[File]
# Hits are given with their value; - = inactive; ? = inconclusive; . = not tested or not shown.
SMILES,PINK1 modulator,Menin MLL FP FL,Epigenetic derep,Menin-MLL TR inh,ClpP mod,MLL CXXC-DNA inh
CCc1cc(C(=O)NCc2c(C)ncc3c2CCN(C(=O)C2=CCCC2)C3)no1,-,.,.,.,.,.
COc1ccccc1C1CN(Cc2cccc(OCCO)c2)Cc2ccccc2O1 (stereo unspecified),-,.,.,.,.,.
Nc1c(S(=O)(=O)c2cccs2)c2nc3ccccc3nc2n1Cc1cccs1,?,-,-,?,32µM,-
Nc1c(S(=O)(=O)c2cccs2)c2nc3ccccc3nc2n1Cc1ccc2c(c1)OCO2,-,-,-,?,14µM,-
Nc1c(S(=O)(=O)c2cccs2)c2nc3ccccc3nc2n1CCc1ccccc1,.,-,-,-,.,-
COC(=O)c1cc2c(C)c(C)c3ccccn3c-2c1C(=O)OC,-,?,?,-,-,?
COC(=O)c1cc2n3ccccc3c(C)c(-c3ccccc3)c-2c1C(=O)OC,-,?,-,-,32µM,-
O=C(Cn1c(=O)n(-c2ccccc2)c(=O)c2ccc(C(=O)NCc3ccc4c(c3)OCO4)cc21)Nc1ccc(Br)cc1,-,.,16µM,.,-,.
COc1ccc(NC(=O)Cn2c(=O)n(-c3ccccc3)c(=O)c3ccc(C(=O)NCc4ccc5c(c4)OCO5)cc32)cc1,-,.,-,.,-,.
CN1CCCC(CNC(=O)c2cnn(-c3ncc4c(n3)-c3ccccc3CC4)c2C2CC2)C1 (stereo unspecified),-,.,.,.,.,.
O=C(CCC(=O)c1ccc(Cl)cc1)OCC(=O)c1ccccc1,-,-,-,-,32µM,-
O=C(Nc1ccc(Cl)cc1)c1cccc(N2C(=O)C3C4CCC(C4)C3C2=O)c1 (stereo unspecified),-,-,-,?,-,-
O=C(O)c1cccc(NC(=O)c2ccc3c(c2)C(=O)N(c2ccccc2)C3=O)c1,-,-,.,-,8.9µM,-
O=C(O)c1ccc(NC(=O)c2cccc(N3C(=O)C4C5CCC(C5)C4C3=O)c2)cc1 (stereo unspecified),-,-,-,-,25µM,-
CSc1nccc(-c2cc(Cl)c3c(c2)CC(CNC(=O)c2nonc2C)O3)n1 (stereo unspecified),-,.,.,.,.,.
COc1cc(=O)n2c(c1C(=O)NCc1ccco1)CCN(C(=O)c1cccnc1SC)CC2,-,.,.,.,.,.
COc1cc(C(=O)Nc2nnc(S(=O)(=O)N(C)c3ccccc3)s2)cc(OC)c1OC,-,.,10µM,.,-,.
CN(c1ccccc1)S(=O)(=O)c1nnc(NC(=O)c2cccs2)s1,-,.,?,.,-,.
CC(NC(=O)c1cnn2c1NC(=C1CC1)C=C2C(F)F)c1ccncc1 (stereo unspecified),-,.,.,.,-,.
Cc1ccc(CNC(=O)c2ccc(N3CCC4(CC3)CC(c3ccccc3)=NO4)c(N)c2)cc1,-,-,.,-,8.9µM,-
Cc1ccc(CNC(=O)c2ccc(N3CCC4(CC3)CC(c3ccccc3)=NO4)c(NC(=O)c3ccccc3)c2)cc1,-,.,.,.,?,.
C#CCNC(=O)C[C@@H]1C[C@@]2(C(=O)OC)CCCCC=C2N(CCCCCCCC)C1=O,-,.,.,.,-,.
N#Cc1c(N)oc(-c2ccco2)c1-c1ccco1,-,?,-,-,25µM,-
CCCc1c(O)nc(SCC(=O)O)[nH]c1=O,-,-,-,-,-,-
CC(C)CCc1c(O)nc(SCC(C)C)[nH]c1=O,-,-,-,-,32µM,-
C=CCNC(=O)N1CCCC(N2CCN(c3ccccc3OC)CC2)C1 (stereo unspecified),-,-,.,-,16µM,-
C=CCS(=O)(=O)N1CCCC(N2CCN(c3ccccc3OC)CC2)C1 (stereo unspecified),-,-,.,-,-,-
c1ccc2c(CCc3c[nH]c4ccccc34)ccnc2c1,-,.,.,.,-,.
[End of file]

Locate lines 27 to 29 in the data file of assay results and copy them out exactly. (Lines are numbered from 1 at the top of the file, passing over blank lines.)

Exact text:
CC(C)CCc1c(O)nc(SCC(C)C)[nH]c1=O,-,-,-,-,32µM,-
C=CCNC(=O)N1CCCC(N2CCN(c3ccccc3OC)CC2)C1 (stereo unspecified),-,-,.,-,16µM,-
C=CCS(=O)(=O)N1CCCC(N2CCN(c3ccccc3OC)CC2)C1 (stereo unspecified),-,-,.,-,-,-